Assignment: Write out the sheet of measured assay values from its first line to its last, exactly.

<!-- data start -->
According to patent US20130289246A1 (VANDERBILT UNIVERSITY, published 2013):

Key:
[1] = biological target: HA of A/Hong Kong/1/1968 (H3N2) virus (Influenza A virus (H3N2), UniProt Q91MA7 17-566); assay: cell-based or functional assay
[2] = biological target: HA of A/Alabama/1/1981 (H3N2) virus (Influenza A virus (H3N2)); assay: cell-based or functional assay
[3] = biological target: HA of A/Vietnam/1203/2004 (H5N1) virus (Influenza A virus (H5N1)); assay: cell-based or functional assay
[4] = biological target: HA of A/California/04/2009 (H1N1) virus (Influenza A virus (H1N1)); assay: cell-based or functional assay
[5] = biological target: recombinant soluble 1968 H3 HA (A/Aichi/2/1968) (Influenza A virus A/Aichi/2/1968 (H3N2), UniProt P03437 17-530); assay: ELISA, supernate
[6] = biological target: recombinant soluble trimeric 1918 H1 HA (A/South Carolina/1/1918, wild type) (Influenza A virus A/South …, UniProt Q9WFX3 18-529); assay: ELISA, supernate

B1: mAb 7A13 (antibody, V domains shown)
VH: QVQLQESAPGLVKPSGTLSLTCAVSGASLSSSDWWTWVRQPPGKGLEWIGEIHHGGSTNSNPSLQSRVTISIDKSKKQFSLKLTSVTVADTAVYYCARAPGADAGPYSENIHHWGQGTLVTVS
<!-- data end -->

According to patent US20130289246A1 (VANDERBILT UNIVERSITY, published 2013):

Key:
[1] = biological target: HA of A/Hong Kong/1/1968 (H3N2) virus (Influenza A virus (H3N2), UniProt Q91MA7 17-566); assay: cell-based or functional assay
[2] = biological target: HA of A/Alabama/1/1981 (H3N2) virus (Influenza A virus (H3N2)); assay: cell-based or functional assay
[3] = biological target: HA of A/Vietnam/1203/2004 (H5N1) virus (Influenza A virus (H5N1)); assay: cell-based or functional assay
[4] = biological target: HA of A/California/04/2009 (H1N1) virus (Influenza A virus (H1N1)); assay: cell-based or functional assay
[5] = biological target: recombinant soluble 1968 H3 HA (A/Aichi/2/1968) (Influenza A virus A/Aichi/2/1968 (H3N2), UniProt P03437 17-530); assay: ELISA, supernate
[6] = biological target: recombinant soluble trimeric 1918 H1 HA (A/South Carolina/1/1918, wild type) (Influenza A virus A/South …, UniProt Q9WFX3 18-529); assay: ELISA, supernate

B1: mAb 7A13 (antibody, V domains shown)
VH: QVQLQESAPGLVKPSGTLSLTCAVSGASLSSSDWWTWVRQPPGKGLEWIGEIHHGGSTNSNPSLQSRVTISIDKSKKQFSLKLTSVTVADTAVYYCARAPGADAGPYSENIHHWGQGTLVTVS